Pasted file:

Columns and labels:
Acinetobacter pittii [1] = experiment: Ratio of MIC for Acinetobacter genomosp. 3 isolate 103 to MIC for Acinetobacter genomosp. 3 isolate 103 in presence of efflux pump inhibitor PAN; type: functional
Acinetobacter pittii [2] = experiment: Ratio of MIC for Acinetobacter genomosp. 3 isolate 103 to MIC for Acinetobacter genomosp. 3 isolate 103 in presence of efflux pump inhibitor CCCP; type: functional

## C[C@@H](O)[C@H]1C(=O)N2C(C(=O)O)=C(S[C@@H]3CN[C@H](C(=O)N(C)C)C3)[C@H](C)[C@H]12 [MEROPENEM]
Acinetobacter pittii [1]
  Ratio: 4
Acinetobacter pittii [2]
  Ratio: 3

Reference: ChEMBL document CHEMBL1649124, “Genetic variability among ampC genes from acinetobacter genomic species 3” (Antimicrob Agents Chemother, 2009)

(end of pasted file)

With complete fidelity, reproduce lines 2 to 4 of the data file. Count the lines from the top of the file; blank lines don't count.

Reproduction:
Acinetobacter pittii [1] = experiment: Ratio of MIC for Acinetobacter genomosp. 3 isolate 103 to MIC for Acinetobacter genomosp. 3 isolate 103 in presence of efflux pump inhibitor PAN; type: functional
Acinetobacter pittii [2] = experiment: Ratio of MIC for Acinetobacter genomosp. 3 isolate 103 to MIC for Acinetobacter genomosp. 3 isolate 103 in presence of efflux pump inhibitor CCCP; type: functional

## C[C@@H](O)[C@H]1C(=O)N2C(C(=O)O)=C(S[C@@H]3CN[C@H](C(=O)N(C)C)C3)[C@H](C)[C@H]12 [MEROPENEM]